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$500 million for local news?
Plus, Meta plans to add fact-checking to Threads
Last week, we learned that several philanthropies, including The Knight Foundation and The MacArthur Foundation, are considering a joint investment in local news, with the figure rumored to be as high as $500 million over five years.
It’s helpful to put this number in perspective:
Between 2006 and 2020, annual U.S. newspaper revenue fell by around $40 billion, from ~$60 billion to ~$20 billion.
U.S. foundations have given around $1.5 billion per year on average in media grants, between 2009 and 2021. (Annual philanthropic funding roughly doubled between 2009 and 2015 as the local news crisis first accelerated.)
Over the past decade or so, this philanthropic funding has been critical for the industry. It provided direct support to hundreds of local publishers and helped catalyze a generation of organizations supporting news, including the American Journalism Project, Report for America, and NewsMatch.
Today, nonprofit models are a key piece of the local news ecosystem. The Institute for Nonprofit News now counts nearly 400 outlets as members. And as the big local chains continue to cut jobs, these nonprofits are increasingly filling important coverage gaps. As one example, nonprofit newsrooms now employ 187 full-time statehouse reporters, up from just 48 in 2014. These reporters account for 20% of the country’s total statehouse press corps.
As it grows, the nonprofit funding landscape is changing. In 2021, NewsMatch saw giving from local foundations eclipse national foundation dollars as its largest source of matching funds – and then grow by 38% in 2022. Individual donations, though, have declined in each of the past two years after peaking in 2020. Separately, Meta and Google appear less committed to the space, and much less likely to commit another $300 million each.
Amid this change, $500 million would have a significant impact. As Sarah Alvarez, the founder and editor in chief of Outlier Media, wrote about the potential investment: “More money from philanthropy won’t be enough to help transition local news into the service it needs to be… But right now philanthropy is a necessary bridge to help us build networks and models that can make local news a dependable community service.”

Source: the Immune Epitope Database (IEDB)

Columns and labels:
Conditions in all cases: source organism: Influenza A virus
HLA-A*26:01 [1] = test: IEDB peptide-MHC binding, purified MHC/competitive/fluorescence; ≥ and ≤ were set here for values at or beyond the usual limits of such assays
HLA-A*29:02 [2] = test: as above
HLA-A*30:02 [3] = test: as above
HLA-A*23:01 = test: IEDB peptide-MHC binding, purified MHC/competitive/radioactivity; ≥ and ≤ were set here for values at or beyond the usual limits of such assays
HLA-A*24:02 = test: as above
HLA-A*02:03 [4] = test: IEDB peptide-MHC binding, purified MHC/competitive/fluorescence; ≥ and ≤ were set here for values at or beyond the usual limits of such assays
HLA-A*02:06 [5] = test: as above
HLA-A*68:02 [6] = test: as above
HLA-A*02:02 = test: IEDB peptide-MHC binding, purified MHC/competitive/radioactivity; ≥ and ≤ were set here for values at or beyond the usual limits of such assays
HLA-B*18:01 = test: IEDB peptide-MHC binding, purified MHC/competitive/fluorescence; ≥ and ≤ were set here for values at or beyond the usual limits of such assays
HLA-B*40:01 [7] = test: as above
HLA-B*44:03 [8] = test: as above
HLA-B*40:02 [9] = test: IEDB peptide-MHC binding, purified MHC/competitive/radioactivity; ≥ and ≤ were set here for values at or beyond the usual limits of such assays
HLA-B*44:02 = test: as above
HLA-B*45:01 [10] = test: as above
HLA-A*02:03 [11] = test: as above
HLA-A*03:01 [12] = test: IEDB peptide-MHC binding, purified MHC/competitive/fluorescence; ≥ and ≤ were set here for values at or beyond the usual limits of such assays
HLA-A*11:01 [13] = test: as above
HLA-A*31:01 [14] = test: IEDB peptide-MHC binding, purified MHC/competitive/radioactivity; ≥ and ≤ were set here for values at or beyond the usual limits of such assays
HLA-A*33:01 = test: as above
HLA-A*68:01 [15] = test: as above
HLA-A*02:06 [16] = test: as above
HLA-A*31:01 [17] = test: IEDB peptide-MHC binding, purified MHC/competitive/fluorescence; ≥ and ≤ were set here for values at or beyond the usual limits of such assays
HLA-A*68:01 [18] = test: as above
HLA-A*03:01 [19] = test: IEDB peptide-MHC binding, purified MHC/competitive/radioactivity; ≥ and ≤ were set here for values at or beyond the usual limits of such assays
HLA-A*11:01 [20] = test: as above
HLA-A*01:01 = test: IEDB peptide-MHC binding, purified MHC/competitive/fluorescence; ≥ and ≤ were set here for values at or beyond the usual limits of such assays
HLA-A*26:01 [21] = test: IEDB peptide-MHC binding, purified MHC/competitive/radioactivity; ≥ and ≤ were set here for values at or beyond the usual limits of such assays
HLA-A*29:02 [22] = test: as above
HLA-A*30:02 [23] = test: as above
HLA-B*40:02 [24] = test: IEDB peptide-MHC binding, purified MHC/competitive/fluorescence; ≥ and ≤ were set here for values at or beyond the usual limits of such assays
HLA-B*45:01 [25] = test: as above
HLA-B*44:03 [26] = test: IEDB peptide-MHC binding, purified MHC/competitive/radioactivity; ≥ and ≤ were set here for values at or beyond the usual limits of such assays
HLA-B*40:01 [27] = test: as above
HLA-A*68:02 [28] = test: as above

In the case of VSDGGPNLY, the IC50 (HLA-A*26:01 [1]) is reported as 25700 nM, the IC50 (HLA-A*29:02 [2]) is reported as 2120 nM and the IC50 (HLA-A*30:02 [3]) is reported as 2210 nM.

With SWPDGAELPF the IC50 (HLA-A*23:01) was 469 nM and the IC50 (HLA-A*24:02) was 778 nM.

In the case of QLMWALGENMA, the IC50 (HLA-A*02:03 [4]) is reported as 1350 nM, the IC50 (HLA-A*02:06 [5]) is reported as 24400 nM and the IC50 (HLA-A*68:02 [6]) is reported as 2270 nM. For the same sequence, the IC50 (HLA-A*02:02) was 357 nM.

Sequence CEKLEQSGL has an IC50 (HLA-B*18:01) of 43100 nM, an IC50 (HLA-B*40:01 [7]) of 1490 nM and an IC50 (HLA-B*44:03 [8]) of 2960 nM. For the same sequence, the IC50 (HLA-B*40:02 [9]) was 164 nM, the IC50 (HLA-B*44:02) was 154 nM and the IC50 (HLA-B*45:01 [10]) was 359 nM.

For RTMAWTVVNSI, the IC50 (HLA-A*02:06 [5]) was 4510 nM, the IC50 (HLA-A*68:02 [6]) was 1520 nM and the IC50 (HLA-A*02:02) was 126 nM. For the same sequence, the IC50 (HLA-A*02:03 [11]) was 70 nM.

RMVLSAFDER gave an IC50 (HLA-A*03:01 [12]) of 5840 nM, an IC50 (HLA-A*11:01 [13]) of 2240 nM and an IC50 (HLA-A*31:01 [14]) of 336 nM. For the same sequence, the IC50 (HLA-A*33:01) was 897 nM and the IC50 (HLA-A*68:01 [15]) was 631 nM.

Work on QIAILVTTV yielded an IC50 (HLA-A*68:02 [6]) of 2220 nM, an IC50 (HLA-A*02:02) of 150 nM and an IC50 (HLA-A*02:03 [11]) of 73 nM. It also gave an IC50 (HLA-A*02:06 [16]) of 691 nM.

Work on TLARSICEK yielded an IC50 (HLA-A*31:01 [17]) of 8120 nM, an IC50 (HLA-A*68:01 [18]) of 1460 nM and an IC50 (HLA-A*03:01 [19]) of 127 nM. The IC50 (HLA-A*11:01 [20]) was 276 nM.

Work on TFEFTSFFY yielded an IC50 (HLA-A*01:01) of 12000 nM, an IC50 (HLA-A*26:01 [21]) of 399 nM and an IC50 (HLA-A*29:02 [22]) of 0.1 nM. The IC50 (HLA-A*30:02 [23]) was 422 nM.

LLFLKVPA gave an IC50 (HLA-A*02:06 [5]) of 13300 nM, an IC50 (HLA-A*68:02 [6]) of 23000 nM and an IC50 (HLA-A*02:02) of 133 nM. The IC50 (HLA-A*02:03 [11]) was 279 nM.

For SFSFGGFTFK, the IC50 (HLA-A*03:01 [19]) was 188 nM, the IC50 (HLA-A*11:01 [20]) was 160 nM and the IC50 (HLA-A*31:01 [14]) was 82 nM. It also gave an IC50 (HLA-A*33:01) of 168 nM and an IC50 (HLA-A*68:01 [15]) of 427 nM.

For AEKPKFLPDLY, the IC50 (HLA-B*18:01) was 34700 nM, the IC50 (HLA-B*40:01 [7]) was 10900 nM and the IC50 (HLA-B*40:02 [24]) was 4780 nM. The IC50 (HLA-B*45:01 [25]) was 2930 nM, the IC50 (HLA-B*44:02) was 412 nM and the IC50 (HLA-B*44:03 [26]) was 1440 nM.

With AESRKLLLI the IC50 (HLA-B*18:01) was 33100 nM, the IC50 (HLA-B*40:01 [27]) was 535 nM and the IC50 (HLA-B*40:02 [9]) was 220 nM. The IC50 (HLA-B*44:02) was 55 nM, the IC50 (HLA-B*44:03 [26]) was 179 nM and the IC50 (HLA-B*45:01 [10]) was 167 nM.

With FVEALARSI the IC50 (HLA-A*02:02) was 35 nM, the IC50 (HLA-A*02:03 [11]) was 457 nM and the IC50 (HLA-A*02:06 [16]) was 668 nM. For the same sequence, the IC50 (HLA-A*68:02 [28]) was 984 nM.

And here’s the latest news in digital media:
Meta plans to add fact-checking to Threads. At an Australian government hearing yesterday, Meta’s head of public policy for the country previewed some upcoming features: “Areas such as labels for state-affiliated media and fact-checking are all areas where we see a lot of value, and it's our aspiration to build that out expeditiously.” Separately, Threads is planning to add branded content tools so marketers can begin experimenting with paid promotion on the platform.
More on publishers:
WaPo hired Vineet Khosla, previously at Uber, as its new CTO.
Morning Brew is ending its Money Scoop newsletter, which had over 350K free subscribers.
The LA Times now has about 550K digital subscribers.
More on platforms & AI:
A US judge ruled that Microsoft can close its acquisition of Activision.
Microsoft launched AI-generated ad headlines and descriptions.
Shutterstock announced a six-year partnership with OpenAI.
AI startup Anthropic released a new version of its chatbot, Claude.
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